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Culture

Sade's 120 Days of Sodom to return to France after two centuries' adventures

media The manuscript of 120 Days of Sodom written by Sade in 1785 AFP/Martin Bureau

One of the most notorious works of erotica in the history of world literature is to be returned to France. The Marquis de Sade's Les 120 Journées de Sodome (120 Days of Sodom) has been hidden, lost, stolen and sold since it was written in the infamous Bastille prison just before the French revolution.

This year marks the bicentenary of the death of the man who gave his name to sadism thanks to the reputation of his books, one of the most shocking was 120 Days of Sodom.

"This exceptional manuscript, stolen in 1982, reported to Interpol, and fought over by two familes, is at last coming back to France, at the end of an utterly incredible history," its new owner, Gérard Lhéritier, told the AFP news agency on Thursday.

Lhéritier, who has set up a website and a private museum devoted to historic documents, said he paid a total of seven million euros to acquire the document.

Part of the money goes to the Serge Nordmann, the son and heir of Swiss collector Gérard Nordmann, who bought it in the 1980s.

But it would have been confiscated if he had brought it to France without an agreement that some of the proceeds from the sale go to Carlo Perrone, heir to Nathalie de Noailles, from whom it was stolen in 1982.

Lloyds has insured the document for 12 million euros.

Lhéritier says that he has proposed handing it over the French national library after five years but that the culture ministry has failed to reply to his offer.

Twentieth-century French writer Georges Bataille commented that nobody finishes reading 120 Days of Sodom unless they are ill.

It tells the story of four middle-aged aristocrats, who have amassed huge fortunes through murder and corruption and practise 600 perversions on 90 boys and girls, not to mention a number of animals, most of their victims eventually dying in agony.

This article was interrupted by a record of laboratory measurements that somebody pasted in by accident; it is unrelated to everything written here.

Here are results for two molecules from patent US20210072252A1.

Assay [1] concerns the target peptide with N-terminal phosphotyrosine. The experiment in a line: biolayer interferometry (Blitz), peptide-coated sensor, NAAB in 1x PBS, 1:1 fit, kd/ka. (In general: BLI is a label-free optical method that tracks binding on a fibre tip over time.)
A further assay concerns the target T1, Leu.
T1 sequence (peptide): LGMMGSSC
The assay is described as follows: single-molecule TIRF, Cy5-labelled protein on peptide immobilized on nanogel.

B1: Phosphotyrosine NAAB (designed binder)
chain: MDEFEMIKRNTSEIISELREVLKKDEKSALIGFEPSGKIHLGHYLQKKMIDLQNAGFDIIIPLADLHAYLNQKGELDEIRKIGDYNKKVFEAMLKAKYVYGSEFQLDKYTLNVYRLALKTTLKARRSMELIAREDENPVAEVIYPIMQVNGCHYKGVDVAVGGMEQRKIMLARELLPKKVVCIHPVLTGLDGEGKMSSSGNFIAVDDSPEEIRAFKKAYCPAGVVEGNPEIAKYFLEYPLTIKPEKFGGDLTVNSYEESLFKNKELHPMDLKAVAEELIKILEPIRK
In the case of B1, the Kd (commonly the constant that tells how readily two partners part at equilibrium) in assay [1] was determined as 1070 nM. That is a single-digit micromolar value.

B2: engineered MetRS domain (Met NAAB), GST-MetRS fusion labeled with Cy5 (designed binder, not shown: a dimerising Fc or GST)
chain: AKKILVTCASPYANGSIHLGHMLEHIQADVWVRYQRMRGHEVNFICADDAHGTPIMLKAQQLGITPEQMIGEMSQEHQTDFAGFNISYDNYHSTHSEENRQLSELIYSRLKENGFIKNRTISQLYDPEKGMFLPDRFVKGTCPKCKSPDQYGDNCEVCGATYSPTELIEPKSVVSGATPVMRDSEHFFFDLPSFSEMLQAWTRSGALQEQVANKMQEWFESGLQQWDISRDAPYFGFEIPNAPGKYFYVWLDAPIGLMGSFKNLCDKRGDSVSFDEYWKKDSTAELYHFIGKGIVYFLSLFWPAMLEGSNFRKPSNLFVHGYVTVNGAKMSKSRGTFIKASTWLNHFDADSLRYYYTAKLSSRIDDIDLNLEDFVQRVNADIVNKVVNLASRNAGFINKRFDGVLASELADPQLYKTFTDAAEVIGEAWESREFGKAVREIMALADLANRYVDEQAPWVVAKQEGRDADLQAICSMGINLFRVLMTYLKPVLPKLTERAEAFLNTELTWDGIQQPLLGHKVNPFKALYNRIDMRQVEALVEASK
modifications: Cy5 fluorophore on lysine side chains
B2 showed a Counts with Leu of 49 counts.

Italian director Pier Paolo Pasolini made a flim based on the book, Salò o le 120 giornate di Sodoma, transposing it to the Salo fascist republic that preceded the fall of Mussolini.

The bizarre history of 120 Days of Sodom:

  • 1740: Birth of the Marquis Donatien Alphonse François de Sade in Paris;
  • 1777: Sade imprisoned for sexual violence committed on a number of young girls;
  • 1785: Sade writes Les 120 Journées de Sodome (120 Days of Sodom) on a roll of paper 12 metres long and 11.5 centimetres wide and conceals it in the wall of his cell at the Bastille;
  • 1789: Revolution - Sade is transferred to an asylum at Charenton after urging the crowd to burn down the Bastille from the window of his cell - Bastille stormed, manuscript sold to the Marquis de Villeneuve-Traps;
  • 1790: Sade is freed;
  • 1801:Sade is interned in an insane asylum;
  • 1814: Sade dies, believing the manuscript has been destroyed;
  • 1904: Psychiatrist Iwan Bloch, who bought the manuscript at the end of the 19th century, publishes a version containing several errors;
  • 1929: Marie-Laure Noailles, a descendant of the Marquis, and her husband Charles buy the manuscript and publish a subscribers-only limited edition to avoid censorship;
  • 1982: Their daughter, Nathalie, lends the manuscript to publisher Jean Grouet, who pretends it has been stolen from him but has sold it for 300,000 francs (50,000 euros) to Swiss erotica collector Gérard Nordmann;
  • 1990: A French court rules that the manuscript has been stolen and must be returned to the de Noailles;
  • 1998: A Swiss court rules that Nordmann bought the manuscript legally and in good faith;
  • 2004: The manuscript is exhibited to the public for the first time at the Bodmer Foundation near Geneva;
  • 2014: Nordmann's son Serge sells the manuscript to Gérad Lhéritier for seven millions euros with an agreement that the de Noailles will receive part of the money.

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